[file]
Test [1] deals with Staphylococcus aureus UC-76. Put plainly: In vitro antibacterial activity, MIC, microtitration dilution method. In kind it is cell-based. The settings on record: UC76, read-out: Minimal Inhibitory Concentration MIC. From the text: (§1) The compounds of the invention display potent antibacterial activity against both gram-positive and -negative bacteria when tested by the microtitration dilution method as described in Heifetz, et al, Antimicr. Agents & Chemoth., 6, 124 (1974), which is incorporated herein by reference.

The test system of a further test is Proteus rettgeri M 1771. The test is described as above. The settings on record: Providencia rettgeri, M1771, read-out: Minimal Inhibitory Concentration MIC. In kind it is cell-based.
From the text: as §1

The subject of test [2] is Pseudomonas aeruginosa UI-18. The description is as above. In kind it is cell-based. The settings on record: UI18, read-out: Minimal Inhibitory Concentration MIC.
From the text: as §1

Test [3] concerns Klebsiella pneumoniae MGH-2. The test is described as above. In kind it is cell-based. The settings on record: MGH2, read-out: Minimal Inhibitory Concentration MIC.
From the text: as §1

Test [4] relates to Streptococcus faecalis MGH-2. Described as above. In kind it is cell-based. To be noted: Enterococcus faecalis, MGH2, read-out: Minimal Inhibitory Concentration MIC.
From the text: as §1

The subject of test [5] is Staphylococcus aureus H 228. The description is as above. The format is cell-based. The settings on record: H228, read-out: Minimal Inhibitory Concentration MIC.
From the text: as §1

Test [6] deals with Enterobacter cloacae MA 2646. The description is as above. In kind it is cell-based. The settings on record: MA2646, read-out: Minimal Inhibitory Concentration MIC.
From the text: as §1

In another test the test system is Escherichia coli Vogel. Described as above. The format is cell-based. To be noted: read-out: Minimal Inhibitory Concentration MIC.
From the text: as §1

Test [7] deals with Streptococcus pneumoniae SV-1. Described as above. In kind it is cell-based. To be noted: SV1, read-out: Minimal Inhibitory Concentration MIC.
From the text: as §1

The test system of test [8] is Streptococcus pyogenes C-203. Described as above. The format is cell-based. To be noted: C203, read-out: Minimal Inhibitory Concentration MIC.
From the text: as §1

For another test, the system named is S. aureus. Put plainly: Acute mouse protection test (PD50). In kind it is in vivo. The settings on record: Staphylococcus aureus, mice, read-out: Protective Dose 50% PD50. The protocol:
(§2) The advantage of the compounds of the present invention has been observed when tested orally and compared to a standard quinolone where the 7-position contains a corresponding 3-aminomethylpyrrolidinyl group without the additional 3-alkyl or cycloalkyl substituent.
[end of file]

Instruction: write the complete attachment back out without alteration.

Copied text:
Test [1] deals with Staphylococcus aureus UC-76. Put plainly: In vitro antibacterial activity, MIC, microtitration dilution method. In kind it is cell-based. The settings on record: UC76, read-out: Minimal Inhibitory Concentration MIC. From the text: (§1) The compounds of the invention display potent antibacterial activity against both gram-positive and -negative bacteria when tested by the microtitration dilution method as described in Heifetz, et al, Antimicr. Agents & Chemoth., 6, 124 (1974), which is incorporated herein by reference.

The test system of a further test is Proteus rettgeri M 1771. The test is described as above. The settings on record: Providencia rettgeri, M1771, read-out: Minimal Inhibitory Concentration MIC. In kind it is cell-based.
From the text: as §1

The subject of test [2] is Pseudomonas aeruginosa UI-18. The description is as above. In kind it is cell-based. The settings on record: UI18, read-out: Minimal Inhibitory Concentration MIC.
From the text: as §1

Test [3] concerns Klebsiella pneumoniae MGH-2. The test is described as above. In kind it is cell-based. The settings on record: MGH2, read-out: Minimal Inhibitory Concentration MIC.
From the text: as §1

Test [4] relates to Streptococcus faecalis MGH-2. Described as above. In kind it is cell-based. To be noted: Enterococcus faecalis, MGH2, read-out: Minimal Inhibitory Concentration MIC.
From the text: as §1

The subject of test [5] is Staphylococcus aureus H 228. The description is as above. The format is cell-based. The settings on record: H228, read-out: Minimal Inhibitory Concentration MIC.
From the text: as §1

Test [6] deals with Enterobacter cloacae MA 2646. The description is as above. In kind it is cell-based. The settings on record: MA2646, read-out: Minimal Inhibitory Concentration MIC.
From the text: as §1

In another test the test system is Escherichia coli Vogel. Described as above. The format is cell-based. To be noted: read-out: Minimal Inhibitory Concentration MIC.
From the text: as §1

Test [7] deals with Streptococcus pneumoniae SV-1. Described as above. In kind it is cell-based. To be noted: SV1, read-out: Minimal Inhibitory Concentration MIC.
From the text: as §1

The test system of test [8] is Streptococcus pyogenes C-203. Described as above. The format is cell-based. To be noted: C203, read-out: Minimal Inhibitory Concentration MIC.
From the text: as §1

For another test, the system named is S. aureus. Put plainly: Acute mouse protection test (PD50). In kind it is in vivo. The settings on record: Staphylococcus aureus, mice, read-out: Protective Dose 50% PD50. The protocol:
(§2) The advantage of the compounds of the present invention has been observed when tested orally and compared to a standard quinolone where the 7-position contains a corresponding 3-aminomethylpyrrolidinyl group without the additional 3-alkyl or cycloalkyl substituent.